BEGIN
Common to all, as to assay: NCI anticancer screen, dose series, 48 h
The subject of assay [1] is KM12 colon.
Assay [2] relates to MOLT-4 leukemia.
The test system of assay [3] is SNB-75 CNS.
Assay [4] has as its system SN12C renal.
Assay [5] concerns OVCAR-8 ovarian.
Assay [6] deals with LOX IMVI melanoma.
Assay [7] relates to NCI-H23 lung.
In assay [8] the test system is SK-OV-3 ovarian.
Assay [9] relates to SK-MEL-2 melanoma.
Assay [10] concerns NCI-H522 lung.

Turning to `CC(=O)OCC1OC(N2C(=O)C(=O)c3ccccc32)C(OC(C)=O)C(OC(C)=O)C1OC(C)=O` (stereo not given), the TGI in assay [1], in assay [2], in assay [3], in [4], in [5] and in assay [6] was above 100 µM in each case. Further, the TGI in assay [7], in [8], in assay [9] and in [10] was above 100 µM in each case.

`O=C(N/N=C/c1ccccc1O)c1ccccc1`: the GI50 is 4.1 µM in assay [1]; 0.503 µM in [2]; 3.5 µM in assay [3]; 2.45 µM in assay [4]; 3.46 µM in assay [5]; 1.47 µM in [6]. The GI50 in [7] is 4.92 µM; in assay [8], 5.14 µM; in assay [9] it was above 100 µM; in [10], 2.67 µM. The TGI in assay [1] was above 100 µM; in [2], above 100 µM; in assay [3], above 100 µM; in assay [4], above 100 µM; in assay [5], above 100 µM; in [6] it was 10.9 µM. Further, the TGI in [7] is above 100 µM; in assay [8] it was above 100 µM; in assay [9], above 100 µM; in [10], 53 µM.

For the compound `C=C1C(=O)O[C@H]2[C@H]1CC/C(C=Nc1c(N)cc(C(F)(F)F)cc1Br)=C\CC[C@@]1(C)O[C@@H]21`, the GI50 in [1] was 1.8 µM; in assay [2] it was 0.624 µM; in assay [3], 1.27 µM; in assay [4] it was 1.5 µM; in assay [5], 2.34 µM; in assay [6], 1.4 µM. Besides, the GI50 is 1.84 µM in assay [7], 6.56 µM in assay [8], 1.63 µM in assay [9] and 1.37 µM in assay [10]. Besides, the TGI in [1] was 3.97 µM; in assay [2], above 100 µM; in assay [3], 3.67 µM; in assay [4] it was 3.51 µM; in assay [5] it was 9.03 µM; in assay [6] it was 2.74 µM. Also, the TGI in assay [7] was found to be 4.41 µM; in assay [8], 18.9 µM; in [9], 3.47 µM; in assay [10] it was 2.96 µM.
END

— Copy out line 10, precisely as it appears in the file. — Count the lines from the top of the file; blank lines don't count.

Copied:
Assay [9] relates to SK-MEL-2 melanoma.